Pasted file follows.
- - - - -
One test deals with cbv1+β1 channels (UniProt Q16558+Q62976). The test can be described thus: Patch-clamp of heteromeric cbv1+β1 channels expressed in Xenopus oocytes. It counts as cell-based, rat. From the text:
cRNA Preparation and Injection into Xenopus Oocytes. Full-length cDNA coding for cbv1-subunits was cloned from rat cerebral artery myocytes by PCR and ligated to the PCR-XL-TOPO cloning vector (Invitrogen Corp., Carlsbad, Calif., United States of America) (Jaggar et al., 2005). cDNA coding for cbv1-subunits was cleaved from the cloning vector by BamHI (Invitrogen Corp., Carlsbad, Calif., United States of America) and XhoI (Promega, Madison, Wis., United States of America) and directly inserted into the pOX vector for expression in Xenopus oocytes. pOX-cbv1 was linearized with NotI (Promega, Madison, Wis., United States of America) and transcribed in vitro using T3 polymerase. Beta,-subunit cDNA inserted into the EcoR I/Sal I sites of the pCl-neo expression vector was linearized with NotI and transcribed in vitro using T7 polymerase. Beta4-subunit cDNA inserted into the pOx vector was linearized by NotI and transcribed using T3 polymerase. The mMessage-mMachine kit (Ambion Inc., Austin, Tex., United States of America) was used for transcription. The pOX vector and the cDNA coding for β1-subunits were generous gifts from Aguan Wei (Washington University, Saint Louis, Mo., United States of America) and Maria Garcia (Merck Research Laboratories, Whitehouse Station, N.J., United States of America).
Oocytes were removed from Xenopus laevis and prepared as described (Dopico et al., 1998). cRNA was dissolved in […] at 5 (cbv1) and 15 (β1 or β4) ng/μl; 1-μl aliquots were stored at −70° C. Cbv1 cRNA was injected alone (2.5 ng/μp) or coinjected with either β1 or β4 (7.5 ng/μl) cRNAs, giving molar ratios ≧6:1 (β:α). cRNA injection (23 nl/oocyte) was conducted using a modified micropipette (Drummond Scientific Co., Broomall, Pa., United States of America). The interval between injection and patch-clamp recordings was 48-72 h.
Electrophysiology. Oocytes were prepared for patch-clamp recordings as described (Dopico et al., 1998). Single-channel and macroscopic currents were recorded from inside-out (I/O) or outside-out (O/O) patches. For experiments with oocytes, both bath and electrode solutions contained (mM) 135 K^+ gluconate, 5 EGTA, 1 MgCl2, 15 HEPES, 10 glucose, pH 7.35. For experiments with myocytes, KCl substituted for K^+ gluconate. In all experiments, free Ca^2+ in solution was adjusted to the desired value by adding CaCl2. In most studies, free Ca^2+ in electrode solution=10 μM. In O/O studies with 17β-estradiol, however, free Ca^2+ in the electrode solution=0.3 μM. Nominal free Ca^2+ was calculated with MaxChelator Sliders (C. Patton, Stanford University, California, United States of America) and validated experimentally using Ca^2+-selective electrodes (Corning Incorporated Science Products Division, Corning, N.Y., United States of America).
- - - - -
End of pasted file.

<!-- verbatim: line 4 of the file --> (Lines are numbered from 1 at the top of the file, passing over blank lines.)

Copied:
Electrophysiology. Oocytes were prepared for patch-clamp recordings as described (Dopico et al., 1998). Single-channel and macroscopic currents were recorded from inside-out (I/O) or outside-out (O/O) patches. For experiments with oocytes, both bath and electrode solutions contained (mM) 135 K^+ gluconate, 5 EGTA, 1 MgCl2, 15 HEPES, 10 glucose, pH 7.35. For experiments with myocytes, KCl substituted for K^+ gluconate. In all experiments, free Ca^2+ in solution was adjusted to the desired value by adding CaCl2. In most studies, free Ca^2+ in electrode solution=10 μM. In O/O studies with 17β-estradiol, however, free Ca^2+ in the electrode solution=0.3 μM. Nominal free Ca^2+ was calculated with MaxChelator Sliders (C. Patton, Stanford University, California, United States of America) and validated experimentally using Ca^2+-selective electrodes (Corning Incorporated Science Products Division, Corning, N.Y., United States of America).